Which Joe gave his name to ‘sloppy joes’? We look at five interesting sandwiches and their lexical origins.
(in Arabian and Muslim mythology) a powerful jinn or demon.
devil, fiend, evil spirit, fallen angel, cacodemonView synonyms
- ‘Yrisande is an afreet, one of the lesser djinn.’
- ‘And behind his eyes are towers and jewels and djinn, carpets and rings and wild afreets, kings and princes and cities of brass.’
- ‘The hod, a sarcophagus of black granite, was used as a trough for horses and was popularly believed to conceal a treasure protected by an afreet, genie.’
- ‘Some claim it is the head of a sorcerer -- or perhaps an afreet which can foretell the future.’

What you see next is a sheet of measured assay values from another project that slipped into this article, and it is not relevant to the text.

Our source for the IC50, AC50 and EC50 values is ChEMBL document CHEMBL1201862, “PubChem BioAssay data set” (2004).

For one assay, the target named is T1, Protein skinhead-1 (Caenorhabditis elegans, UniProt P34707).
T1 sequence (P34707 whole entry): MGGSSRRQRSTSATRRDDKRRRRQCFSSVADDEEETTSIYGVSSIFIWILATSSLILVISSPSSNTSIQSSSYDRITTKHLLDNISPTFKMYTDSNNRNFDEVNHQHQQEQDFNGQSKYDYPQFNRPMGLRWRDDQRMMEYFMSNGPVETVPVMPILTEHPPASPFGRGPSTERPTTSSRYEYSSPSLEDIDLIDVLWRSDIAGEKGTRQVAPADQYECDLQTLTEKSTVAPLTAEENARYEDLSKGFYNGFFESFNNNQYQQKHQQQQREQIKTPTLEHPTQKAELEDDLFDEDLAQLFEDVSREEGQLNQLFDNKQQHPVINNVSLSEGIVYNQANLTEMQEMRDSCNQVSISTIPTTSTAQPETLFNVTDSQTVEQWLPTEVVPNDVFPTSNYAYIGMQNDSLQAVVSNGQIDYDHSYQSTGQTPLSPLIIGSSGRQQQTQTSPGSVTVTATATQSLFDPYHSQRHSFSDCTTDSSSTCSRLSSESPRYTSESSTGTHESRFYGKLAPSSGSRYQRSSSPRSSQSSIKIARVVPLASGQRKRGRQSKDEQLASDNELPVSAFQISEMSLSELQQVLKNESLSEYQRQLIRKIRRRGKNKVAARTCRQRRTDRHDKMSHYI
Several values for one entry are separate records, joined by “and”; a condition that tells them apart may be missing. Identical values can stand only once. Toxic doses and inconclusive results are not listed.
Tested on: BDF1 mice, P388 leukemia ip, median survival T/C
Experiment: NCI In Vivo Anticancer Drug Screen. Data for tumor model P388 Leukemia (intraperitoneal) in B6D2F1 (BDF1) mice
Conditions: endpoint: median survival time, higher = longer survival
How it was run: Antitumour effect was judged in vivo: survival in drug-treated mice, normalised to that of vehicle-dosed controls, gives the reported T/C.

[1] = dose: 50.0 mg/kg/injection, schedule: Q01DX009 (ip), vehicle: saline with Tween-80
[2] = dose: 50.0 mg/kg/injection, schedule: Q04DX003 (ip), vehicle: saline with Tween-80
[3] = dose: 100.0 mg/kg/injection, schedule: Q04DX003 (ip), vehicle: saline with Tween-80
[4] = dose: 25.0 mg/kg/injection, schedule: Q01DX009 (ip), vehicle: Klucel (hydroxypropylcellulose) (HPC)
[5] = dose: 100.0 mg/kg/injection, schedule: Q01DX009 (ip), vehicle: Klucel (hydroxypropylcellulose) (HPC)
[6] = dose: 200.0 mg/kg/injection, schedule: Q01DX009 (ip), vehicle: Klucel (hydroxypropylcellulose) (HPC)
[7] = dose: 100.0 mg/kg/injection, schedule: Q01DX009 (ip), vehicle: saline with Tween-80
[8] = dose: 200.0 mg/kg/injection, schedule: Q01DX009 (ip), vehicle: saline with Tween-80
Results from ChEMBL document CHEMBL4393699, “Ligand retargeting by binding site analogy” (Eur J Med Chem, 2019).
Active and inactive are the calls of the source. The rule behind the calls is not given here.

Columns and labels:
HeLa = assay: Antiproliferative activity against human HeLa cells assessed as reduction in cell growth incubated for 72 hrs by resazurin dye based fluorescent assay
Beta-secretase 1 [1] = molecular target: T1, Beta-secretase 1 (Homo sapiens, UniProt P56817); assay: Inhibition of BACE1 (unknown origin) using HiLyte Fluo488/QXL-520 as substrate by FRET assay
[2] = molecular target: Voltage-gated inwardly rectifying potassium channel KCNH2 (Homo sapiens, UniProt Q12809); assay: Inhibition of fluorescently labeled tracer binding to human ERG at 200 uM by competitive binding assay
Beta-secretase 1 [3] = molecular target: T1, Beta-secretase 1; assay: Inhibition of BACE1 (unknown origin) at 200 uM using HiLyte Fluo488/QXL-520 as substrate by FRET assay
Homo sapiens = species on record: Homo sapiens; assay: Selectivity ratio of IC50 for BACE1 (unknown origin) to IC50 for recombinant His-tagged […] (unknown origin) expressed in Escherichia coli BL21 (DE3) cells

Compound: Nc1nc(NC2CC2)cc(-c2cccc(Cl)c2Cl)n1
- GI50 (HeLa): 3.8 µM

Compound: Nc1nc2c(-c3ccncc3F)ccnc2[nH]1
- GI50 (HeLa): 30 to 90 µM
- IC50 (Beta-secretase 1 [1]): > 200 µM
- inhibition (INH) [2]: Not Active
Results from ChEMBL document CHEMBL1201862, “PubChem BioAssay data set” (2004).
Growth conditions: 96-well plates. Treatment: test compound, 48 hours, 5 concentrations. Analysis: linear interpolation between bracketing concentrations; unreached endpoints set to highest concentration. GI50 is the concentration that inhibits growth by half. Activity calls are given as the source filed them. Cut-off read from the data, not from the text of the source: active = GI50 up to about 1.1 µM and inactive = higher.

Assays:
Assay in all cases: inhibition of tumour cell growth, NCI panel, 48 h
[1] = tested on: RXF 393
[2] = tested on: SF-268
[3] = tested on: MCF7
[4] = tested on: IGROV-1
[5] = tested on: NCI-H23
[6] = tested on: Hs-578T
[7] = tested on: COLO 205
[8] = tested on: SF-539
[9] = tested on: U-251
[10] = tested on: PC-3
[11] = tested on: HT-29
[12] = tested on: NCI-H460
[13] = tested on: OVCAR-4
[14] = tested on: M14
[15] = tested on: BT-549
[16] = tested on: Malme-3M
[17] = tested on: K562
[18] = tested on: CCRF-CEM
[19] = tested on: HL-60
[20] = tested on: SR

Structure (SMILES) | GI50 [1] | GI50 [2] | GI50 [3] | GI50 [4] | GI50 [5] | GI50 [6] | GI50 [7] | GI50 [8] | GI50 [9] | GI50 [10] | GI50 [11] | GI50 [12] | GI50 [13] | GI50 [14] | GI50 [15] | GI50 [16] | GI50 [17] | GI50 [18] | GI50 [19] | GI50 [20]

- ‘He said he was an afreet, which my Arabian Nights memories enabled me to understand.’
- ‘He does not appear to be a ghost or afrit, yet he is clearly… most unusual.’
Late 18th century: from Arabic ‘ifrīt.
We take a look at several popular, though confusing, punctuation marks.
From Afghanistan to Zimbabwe, discover surprising and intriguing language facts from around the globe.
The definitions of ‘buddy’ and ‘bro’ in the OED have recently been revised. We explore their history and increase in popularity.